Ag Fair waste stations were no waste

Waste stations set up at this year's Ag Fair helped cut down on the amount of overall trash.

In an effort to cut down on waste and be more environmentally conscious this year, the Martha’s Vineyard Agricultural Fair removed trash cans and set up new waste stations on the fairgrounds.

The green tented stations were set up with separate receptacles for landfill trash, recyclable materials, and compost, and staffed with adult and kid volunteers who helped sort food waste and wash material that could be recycled.

The waste stations were made possible through a grant from CARE for the Cape and Islands, a travelers’ philanthropy initiative that helps tourists to help protect the places they visit. The stations came to fruition through a partnership between Island Grown Initiative (IGI), the Martha’s Vineyard Agricultural Society, Vineyard Conservation Society, and Sail Martha’s Vineyard.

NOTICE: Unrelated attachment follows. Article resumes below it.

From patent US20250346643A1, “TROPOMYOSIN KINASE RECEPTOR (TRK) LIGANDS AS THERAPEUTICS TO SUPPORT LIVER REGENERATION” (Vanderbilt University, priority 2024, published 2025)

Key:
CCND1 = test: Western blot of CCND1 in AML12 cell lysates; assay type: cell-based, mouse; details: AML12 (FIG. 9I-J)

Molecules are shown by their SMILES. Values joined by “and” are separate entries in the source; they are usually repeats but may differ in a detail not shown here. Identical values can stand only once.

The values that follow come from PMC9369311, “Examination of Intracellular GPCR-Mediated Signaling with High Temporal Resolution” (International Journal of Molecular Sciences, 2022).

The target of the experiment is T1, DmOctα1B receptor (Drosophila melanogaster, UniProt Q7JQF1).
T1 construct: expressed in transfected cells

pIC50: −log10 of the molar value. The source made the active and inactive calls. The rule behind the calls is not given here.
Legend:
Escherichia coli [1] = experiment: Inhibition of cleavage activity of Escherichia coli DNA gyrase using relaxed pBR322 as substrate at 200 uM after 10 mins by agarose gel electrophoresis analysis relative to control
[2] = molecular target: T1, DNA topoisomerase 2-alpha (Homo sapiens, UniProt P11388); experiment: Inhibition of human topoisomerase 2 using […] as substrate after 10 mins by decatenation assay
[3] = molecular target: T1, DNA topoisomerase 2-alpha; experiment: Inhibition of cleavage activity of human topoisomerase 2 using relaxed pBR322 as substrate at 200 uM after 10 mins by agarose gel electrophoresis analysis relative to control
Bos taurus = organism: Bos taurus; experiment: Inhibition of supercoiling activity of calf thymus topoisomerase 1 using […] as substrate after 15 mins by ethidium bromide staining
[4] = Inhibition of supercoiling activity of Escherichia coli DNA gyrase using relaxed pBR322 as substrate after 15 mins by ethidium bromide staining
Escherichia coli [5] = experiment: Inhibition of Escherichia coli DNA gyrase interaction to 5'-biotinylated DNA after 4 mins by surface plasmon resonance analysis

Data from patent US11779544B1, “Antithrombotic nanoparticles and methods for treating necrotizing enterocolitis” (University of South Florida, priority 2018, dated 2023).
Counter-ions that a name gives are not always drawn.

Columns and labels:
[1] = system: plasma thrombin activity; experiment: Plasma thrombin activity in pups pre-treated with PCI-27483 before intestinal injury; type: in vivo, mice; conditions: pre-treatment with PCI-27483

The new system reduced trash by 31 percent, close to six dumpsters of recyclable material was recovered, and 6,500 pounds of food waste was composted, according to IGI development manager Emily Armstrong.

“We were hoping to reduce trash by 25 percent, so it was great that it is was 31 percent,” Armstrong said. The waste stations will exist in some form next year, she added, and will again be a cooperative effort with other organizations.


  1. Excellent job, Isabel! Thank you and congratulations to all the individuals who worked at the Ag Fair Waste Stations and made a not-so-glamorous, but totally honorable endeavor such a success!

  2. A really good effort. But something that seems to not getting any attention, is that recyclable materials are currently being sent to land fills along with everything else. I have personally witnessed abc trucks take trash and recyclables and throw them into the same truck. And no, it does not get sorted out later.
    Getting the food waste for compost works.

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